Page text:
Historically, the U.S. cosmetics industry
has enjoyed a fairly favorable regulatory en-
vironment. However, recent trends seem to
suggest the FDA is taking a more active ap-
proach in regulating (and enforcing) against
cosmetic products. Additionally, Congress
has proposed legislation with the goal of in-
creased oversight of the cosmetic industry.
Another challenge facing cosmetic
importers, distributors and retailers is li-
ability insurance—in particular, product
liability insurance. With the lines blurring
between topical cosmetics and new prod-
ucts such as ingestible“beauty from with-
in” products, it’s important to understand
and manage the insurance procurement
process for your company so that coverage
is optimized at a competitive premium.
This article will examine the current
trends and issues in these key areas.
Cosmetics are regulated by the Federal
Food, Drug and Cosmetic Act (FFDCA)
and the Fair Packaging and Labeling Act
(FPLA). A cosmetic is defined by the FFDCA as an article “intended to be rubbed,
poured, sprinkled, or sprayed on, introduced into, or otherwise applied to the human body or any part thereof, for cleansing,
beautifying, promoting attractiveness, or altering the appearance,” ( 21 U.S.C. § 321(i)).
In this regard, cosmetics are not required
to obtain FDA approval of labeling prior to
distribution, nor are they required to provide any level of substantiation regarding
safety. Thus, the FDA’s regulatory authority
is limited to post-distribution findings of
misbranding or adulteration in cosmetics.
A cosmetic is misbranded if its labeling
is false or misleading ( 21 U.S.C. § 362(a)).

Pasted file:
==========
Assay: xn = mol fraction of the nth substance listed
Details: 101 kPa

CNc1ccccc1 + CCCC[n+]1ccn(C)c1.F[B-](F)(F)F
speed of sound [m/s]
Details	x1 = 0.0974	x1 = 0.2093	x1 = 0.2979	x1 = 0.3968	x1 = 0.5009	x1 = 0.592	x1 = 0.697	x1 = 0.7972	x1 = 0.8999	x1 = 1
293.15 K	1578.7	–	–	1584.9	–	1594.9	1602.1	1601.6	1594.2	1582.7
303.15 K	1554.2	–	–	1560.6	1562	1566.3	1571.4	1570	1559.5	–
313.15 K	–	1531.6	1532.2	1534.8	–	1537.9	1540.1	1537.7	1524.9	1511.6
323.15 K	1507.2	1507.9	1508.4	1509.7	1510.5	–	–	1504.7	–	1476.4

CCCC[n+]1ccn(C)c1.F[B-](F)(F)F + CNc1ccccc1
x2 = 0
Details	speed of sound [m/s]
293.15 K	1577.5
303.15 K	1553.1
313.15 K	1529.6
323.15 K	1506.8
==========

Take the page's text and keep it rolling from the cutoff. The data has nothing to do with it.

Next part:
In this regard, FDA has recently issued
warning letters to numerous cosmetics
companies alleging that their respective
products’ labeling, including websites and
promotional materials, contained drug
claims. Examples of the claims cited by
the FDA, included, but were not limited to
the following: “Assists in skin regenera-
tion”; “Anti-inflammatory”; “Offers relief
for rashes, eczema, psoriasis, and burns”;
“Treats acne”; “Reduces visible redness”;
“Treats dark spots and discolorations”;
“Stimulates collagen production.”
According to FDA, these types of claims
are drug claims in that they indicate the
product affects a structure or function in the
human body or treats, prevents or mitigates
a disease (or the symptoms thereof). Under
such circumstances, FDA determined the
products were new and unapproved new
drugs and therefore misbranded.
FDA also appears to be taking an ag-
gressive approach toward finding adultera-
tion with regard to cosmetics. In addition
to sending warning letters, FDA has seized
custody of products and ingredients in-
tended for import into the U.S. on the basis
of adulteration, as well as for misbranding.
The agency’s efforts to take a more ac-
tive role in enforcement are coupled with
recent Congressional efforts to give FDA
more regulatory power over the cosmetics
industry. Proposed legislation before Con-
gress has sought to amend the FFDCA to
require cosmetics companies to register
their facilities with FDA prior to product
distribution, as well as to require submis-
sion of ingredient statements to the FDA
for pre-approval, among other things.
Taken together, the foregoing govern-
in the Cosmetics Market
As in the dietary supplement industry, companies need to understand regulatory and liability insurance
By Joseph P. Schilleci, Jr.
Bolton & Company
Greg Doherty is a commercial in-
surance broker with Bolton & Company Insur-
ance Brokers and Employee Benefits Consul-
tants, Pasadena, CA. He is the executive vice
president and managing director of the Dietary
Supplement Practice Group for the firm, which
specializes in the nutritional product and di-
etary supplement industries, including but not
limited to contract manufacturers, raw materi-
als suppliers, distributors/retailers. Mr. Doherty
has four decades of experience as a broker,
focusing solely on the dietary supplement in-
dustry for the last 14 years. He can be reached
at firstname.lastname@example.org; Phone: 626-535-
1409; Website: www.gregdoherty.net.
Joseph P. Schilleci, Jr.
Schilleci & Tortorici, P.C
Joseph P. Schilleci, Jr. is the man-
aging partner of the Birmingham, AL, office of
Schilleci & Tortorici, P.C. His practice focuses
on representing dietary supplement manufac-
turers and distributors, as well as other regu-
lated industries, in contractual issues and in
regulatory matters involving advertising and
labeling issues with the FDA and the FTC.
He can be reached at 205-978-4211 or jps@